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Jul 19, 2014 - software dev

Set If Not Null ‘Pattern’ in Java 8

When working with business entities, many of them will involve a mix of complicated logic, and plain CRUD data. Often we will have some update or create method where an incoming DTO or Request object will have a subset of fields to source details to update the target entity. Even when trying to restrict the scope of the DTO to what an operation needs (an idea I am a big fan of), it may still be course-grained enough for that scope, and still have nullable/optional fields. The resultant code will need to do null checks and decide what to source and what to ignore. Simple example:

 1 class User {
 2   private String firstName;
 3   private String lastName;
 4 
 5   // ... getters ...
 6 
 7   // private setters
 8   private void setFirstName(String value) {
 9       firstName = value;  
10   }
11 
12   private void setLastName(String value) {
13       lastName = value;  
14   }
15 
16   public void update(UserDto dto) {
17     if (dto.getFirstName() != null) {
18         setFirstName(dto.getFirstName());
19     }
20 
21     if (dto.getLastName() != null) {
22         setLastName(dto.getLastName());
23     }
24   }
25 /*
26 Digression: generally, I avoid public setters entirely.. business
27 objects need specific business methods to manipulate/update them. We
28 should stop (yeah... like since 2000 at least) thinking of them as
29 anaemic wrappers of fields.
30 
31 However... private setters can sometimes be useful for encapsulating
32 internal checks.
33 */
34 }

The issue here is with the null checks. Prior to Java 8, for simple values like Strings, there was no way to factor out the annoying null checks (well, not without more verbose artifacts like wrappers to create, or lose type safety and use reflection, blergh…).

What I really want to say is: setIfNotNotNull(fieldToSet, valueToUseIfNotNull).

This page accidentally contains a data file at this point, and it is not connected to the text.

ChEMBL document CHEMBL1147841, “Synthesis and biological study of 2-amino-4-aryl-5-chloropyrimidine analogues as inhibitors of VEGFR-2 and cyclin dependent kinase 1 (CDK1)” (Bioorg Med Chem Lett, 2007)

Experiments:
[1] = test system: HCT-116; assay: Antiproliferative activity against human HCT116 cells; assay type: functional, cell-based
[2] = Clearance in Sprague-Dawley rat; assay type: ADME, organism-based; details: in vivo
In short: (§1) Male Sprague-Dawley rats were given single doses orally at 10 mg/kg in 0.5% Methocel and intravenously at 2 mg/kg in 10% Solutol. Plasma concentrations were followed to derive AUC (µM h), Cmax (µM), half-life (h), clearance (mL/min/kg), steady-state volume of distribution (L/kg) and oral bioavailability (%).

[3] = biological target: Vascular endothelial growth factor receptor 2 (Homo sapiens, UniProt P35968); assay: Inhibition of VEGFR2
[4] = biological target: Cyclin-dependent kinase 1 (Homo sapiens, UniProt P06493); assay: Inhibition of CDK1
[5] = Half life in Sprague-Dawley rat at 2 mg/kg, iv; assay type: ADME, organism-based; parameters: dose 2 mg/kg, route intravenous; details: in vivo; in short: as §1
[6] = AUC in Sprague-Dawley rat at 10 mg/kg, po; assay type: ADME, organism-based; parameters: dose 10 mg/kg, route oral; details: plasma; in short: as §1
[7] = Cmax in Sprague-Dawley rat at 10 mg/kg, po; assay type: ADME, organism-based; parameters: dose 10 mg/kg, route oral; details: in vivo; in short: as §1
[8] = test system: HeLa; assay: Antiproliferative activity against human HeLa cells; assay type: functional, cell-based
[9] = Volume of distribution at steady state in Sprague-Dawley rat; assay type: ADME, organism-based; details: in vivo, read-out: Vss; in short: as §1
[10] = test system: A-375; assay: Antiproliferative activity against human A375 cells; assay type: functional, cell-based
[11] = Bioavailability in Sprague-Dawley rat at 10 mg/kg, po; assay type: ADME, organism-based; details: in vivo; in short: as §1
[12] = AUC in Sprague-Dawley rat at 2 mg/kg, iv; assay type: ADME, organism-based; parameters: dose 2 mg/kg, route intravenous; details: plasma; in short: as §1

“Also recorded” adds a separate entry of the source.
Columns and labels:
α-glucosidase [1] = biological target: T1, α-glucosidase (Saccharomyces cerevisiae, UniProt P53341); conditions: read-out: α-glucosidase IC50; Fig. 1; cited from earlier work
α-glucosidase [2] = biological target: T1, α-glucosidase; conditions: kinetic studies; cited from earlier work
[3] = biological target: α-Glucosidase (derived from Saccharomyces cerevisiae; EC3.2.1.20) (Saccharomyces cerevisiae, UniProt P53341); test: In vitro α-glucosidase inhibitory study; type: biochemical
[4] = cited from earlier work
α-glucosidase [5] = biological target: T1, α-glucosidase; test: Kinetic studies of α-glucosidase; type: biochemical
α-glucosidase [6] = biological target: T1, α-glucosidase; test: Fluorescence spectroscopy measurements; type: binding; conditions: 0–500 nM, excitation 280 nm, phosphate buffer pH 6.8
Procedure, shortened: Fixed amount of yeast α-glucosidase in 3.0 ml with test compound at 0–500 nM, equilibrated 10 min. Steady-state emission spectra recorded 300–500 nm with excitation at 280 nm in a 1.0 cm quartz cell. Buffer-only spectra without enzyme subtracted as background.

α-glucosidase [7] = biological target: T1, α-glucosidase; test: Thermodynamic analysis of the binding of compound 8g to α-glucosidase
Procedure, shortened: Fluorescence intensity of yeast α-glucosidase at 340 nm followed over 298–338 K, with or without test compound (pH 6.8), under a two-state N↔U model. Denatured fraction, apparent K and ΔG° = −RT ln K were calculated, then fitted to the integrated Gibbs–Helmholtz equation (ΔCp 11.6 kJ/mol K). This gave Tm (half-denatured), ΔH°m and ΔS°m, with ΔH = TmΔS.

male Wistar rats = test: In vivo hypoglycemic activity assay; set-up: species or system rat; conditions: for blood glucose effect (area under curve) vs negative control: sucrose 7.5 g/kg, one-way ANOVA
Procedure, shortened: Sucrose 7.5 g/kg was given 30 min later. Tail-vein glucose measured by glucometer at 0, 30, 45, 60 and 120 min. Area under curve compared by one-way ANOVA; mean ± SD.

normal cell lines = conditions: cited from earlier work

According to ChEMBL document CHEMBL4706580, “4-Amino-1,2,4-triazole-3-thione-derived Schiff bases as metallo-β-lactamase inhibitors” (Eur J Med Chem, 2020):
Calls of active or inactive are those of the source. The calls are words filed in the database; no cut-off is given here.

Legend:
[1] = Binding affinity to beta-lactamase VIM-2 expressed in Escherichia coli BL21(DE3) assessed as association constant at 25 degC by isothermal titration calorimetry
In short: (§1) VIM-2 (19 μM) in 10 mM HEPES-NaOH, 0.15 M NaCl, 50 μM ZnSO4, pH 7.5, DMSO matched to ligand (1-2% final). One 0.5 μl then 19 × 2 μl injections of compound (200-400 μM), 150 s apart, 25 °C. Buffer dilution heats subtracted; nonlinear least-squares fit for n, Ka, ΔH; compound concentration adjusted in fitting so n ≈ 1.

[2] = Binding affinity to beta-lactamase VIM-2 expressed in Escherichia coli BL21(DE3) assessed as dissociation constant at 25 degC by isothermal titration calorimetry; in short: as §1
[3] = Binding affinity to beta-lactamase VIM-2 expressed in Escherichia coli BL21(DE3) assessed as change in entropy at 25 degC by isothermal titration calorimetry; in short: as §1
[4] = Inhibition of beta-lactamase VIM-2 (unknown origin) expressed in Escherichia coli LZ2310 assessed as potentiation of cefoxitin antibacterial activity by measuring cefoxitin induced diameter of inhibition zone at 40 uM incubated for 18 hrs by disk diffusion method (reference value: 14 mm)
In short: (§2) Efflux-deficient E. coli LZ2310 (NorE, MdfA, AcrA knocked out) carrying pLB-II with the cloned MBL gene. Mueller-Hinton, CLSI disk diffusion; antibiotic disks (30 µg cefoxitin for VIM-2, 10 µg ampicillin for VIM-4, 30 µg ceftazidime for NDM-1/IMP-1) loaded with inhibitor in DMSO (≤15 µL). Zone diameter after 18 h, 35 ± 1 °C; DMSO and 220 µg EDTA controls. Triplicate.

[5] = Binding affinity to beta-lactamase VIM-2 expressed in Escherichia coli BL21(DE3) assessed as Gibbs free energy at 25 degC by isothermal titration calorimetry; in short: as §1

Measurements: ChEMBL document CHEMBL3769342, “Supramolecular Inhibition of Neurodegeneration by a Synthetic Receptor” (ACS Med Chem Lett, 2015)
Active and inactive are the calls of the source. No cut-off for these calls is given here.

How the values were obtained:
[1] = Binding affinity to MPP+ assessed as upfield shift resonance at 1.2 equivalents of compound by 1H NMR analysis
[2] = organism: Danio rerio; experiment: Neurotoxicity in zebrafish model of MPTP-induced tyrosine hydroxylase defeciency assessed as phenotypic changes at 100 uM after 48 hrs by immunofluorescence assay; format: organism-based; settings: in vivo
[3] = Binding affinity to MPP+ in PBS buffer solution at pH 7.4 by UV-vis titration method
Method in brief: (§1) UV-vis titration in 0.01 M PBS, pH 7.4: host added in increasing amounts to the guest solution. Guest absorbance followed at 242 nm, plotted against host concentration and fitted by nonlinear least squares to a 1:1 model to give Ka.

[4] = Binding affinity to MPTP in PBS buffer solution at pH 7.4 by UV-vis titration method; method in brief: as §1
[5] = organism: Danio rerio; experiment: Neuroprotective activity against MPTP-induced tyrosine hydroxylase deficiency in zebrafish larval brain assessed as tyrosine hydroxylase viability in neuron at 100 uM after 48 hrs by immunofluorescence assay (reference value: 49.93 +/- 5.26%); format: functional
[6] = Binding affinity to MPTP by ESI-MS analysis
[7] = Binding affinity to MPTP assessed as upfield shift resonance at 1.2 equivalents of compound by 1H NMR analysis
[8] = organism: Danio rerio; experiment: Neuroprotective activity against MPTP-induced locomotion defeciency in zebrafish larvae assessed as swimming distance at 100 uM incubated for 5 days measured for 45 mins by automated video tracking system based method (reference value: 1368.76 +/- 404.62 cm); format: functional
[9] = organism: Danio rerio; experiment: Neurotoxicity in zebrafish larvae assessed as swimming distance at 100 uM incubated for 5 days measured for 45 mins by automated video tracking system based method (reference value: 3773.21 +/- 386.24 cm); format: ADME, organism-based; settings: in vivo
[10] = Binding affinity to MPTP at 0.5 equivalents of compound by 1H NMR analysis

Now, since String refs are immutable, we can’t pass them in to update in setIfNotNull(…), the local ref will simply be overwritten with a new value… enter our setters, which have a common format of void setFoo(T val). Making use of Java 8 Method References we can achieve what we want in a typesafe manner:

 1 class User {
 2     // ...
 3 
 4     public void update(UserDto dto) {
 5         setIfNotNull(this::setFirstName, dto.getFirstName());
 6         setIfNotNull(this::setLastName, dto.getLastName());
 7     }
 8 
 9     // note the use of java.util.function.Consumer -- a suitable archetype
10     // for setter methods.
11     private <T> void setIfNotNull(final Consumer<T> setter, final T value) {
12         if (value != null) {
13             setter.accept(value);
14         }
15     }
16 }

Voila!

Of course, you can use lambda expressions where we used method references, but in this case, the existing methods encapsulate the logic we need.

Now, to see how far I can take this… I am reminded of Simplicity, Clarity, Generality… it never ceases to amaze me that the timeless 3 traits, more often than not, support each other.

PS. to get up to date with Java 8, Java 8 for the Really Impatient does a stellar job. However, you will have to be patient in parts (I did anyway :P).

PPS. I am still coming to grips with Optional types, and hence have not mentioned this as an alternative to null checks.

PPPS. Sorry about using the term ‘pattern’, it was an attempt to sugar coat the phrase ‘crappy-as rote work’. (There, Tommy). 😛